As an investor, your first priorities should be 1) to develop an asset allocation strategy that aligns with your
investment objectives and risk profile, and 2) to select quality securities that support that strategy. Only after
that’s done should you turn your attention to taxes and identify opportunities to improve the tax-efficiency of
your portfolio.

Here are several planning strategies to consider:
• Make the most of tax-advantaged accounts.
Evaluate the tax-efficiency of each investment, based on
factors such as dividend yields, fund turnover, and expected growth. To the extent possible, tax-efficient
investments should be held in taxable accounts. Tax-inefficient investments should be held in tax-
advantaged accounts, such as traditional or Roth IRAs, qualified retirement accounts, or education
savings accounts. Tax-advantaged accounts may also offer opportunities to rebalance your portfolio tax-
efficiently by containing asset turnover, to the extent possible, within those accounts.
• Consider tax-efficient options.
Examine investment alternatives that offer similar benefits in a more
tax-efficient structure. For example, exchange traded funds (ETFs) typically generate fewer taxable
gains than comparable mutual funds, and index funds tend to be more tax-efficient than actively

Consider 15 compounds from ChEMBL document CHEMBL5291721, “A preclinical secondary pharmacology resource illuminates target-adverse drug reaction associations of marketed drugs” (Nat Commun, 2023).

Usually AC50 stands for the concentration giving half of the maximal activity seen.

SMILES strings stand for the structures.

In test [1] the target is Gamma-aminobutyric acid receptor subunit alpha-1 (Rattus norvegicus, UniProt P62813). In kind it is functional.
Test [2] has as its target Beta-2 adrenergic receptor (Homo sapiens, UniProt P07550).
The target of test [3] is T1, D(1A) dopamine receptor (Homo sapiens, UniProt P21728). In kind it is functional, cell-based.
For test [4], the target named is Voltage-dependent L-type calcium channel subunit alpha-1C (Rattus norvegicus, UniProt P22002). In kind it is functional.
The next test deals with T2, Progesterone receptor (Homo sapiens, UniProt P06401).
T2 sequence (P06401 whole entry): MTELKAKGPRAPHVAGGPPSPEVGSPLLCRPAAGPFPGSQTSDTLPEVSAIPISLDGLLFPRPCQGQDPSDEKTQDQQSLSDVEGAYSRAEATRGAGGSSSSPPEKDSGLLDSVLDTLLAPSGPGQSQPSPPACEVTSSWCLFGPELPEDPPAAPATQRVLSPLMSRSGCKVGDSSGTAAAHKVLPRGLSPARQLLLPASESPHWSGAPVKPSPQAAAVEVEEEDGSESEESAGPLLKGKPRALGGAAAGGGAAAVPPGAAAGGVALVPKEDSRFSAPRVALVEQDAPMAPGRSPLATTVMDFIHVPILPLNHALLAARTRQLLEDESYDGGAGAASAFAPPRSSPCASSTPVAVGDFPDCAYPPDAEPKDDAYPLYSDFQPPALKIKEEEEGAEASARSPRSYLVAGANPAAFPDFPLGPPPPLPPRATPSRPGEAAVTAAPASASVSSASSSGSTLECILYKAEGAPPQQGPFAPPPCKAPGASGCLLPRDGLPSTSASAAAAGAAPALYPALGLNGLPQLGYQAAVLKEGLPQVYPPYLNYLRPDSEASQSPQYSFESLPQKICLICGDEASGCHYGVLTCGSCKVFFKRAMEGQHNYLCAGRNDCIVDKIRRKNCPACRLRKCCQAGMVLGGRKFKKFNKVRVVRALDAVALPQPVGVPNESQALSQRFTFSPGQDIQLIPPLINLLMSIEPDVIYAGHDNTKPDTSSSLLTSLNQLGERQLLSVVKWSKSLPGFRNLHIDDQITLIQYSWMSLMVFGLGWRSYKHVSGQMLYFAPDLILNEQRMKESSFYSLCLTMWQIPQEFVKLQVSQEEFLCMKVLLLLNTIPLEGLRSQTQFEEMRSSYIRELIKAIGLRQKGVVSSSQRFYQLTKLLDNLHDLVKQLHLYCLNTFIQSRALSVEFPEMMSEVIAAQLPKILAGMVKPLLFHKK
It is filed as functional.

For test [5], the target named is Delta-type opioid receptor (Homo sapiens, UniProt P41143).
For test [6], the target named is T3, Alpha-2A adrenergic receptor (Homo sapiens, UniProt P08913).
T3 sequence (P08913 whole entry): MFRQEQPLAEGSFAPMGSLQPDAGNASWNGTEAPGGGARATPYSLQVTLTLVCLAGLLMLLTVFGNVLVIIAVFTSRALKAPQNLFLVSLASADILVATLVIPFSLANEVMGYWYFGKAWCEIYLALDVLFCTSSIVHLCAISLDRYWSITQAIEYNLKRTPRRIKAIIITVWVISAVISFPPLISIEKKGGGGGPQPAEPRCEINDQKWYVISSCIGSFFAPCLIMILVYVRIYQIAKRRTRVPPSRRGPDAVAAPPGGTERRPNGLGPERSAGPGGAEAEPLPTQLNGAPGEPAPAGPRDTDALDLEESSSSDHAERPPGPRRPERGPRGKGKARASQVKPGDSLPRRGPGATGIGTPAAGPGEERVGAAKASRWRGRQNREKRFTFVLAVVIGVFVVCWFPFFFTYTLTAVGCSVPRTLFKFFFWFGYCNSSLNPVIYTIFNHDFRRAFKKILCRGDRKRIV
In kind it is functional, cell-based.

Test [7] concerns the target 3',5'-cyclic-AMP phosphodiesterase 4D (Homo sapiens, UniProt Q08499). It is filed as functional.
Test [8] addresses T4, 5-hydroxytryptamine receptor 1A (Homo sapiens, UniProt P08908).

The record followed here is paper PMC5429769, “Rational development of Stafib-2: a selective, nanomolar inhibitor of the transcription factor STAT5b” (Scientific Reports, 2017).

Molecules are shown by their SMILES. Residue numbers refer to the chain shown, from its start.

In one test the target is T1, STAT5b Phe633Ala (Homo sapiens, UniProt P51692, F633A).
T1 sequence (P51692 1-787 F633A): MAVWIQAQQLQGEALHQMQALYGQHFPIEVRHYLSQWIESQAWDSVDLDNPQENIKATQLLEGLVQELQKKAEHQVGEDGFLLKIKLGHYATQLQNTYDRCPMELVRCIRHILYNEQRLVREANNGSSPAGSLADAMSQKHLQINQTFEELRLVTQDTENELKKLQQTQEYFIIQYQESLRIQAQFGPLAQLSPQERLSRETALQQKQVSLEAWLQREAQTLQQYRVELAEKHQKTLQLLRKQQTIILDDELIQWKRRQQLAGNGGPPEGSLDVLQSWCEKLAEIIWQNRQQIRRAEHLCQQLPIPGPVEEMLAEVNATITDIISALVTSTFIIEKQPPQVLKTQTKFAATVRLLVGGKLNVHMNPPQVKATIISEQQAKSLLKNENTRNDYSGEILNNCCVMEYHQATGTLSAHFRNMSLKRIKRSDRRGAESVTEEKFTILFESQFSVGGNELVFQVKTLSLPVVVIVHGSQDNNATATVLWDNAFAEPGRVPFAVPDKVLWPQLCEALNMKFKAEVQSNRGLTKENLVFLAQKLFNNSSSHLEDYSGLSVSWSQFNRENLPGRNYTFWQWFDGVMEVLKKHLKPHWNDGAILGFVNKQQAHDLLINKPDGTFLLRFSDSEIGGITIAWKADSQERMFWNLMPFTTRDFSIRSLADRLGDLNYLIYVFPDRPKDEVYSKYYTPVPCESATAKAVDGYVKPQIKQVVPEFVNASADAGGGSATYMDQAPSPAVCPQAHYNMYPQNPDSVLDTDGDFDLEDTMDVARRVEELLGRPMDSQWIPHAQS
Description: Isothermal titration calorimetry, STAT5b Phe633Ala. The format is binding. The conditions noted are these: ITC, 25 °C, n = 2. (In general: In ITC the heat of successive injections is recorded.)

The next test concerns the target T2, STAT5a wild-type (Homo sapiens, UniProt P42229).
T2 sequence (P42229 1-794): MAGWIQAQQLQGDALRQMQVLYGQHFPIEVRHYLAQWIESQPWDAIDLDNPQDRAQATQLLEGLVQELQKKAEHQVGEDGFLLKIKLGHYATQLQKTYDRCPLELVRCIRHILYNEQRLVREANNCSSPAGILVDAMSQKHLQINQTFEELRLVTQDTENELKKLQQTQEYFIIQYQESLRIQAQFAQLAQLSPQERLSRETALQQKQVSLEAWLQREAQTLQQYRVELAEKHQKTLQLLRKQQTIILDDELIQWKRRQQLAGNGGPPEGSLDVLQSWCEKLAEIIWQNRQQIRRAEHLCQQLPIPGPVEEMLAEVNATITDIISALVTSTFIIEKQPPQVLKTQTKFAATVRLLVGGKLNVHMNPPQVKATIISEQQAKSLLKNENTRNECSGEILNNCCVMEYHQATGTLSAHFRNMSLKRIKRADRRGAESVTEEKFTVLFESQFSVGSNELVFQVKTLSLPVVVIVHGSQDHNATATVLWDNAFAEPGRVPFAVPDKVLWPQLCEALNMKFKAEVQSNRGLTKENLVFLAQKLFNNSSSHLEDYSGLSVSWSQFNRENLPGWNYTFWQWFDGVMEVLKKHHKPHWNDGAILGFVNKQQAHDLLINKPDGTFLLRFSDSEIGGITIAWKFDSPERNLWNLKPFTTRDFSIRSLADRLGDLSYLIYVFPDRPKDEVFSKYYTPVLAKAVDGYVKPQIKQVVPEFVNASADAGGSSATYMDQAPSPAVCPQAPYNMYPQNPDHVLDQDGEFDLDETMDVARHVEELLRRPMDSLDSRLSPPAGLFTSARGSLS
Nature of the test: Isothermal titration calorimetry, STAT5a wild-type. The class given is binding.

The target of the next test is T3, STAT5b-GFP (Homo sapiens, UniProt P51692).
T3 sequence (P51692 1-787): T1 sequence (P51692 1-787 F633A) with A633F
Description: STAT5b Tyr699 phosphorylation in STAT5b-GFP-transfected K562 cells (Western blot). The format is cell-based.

managed funds.
• Analyze tax-exempt investments.
Consider tax-exempt investments, such as municipal bonds. But be
sure to calculate the tax-equivalent yield to determine whether the tax savings compensate for reduced
• Harvest losses.
Throughout the year, consider selling poor-performing investments to generate losses
that can be used to offset capital gains (plus up to $3,000 of ordinary income). You can even buy the
investments back, so long as you wait at least 31 days to avoid the wash sale rule.
• Watch out for short-term gains.
Gains on investments held less than a year are generally taxed as
ordinary income. There are several potential strategies for minimizing these taxes, including holding
these investments for at least one year, harvesting losses to offset short-term gains, and limiting short-
term gains (if possible) to tax-advantaged accounts.
Pay attention to basis.
If you buy shares of stock or mutual funds at different times, you can minimize
your gains when you sell a portion of your shares by selling the shares with the highest cost basis. To do
that, you should use the “specific identification method” and inform your broker which shares you wish
to sell. If you don’t, the first-in, first-out (FIFO) method is usually applied by default, which often
results in the lowest-basis shares being sold first, generating higher capital gains.
• Avoid year-end mutual fund purchases.
This is a common tax trap. Generally, mutual funds distribute
capital gains and other income near the end of the year. If you invest in these funds shortly before the
record date, you’ll be taxed on these distributions as if you had held the funds all year, without receiving
any benefit. That’s because the value of your shares will immediately drop by the amount of distributed
Tax season is an ideal time to consider these issues. An examination of your investment-related taxes for 2020
can reveal tax-saving opportunities for 2021.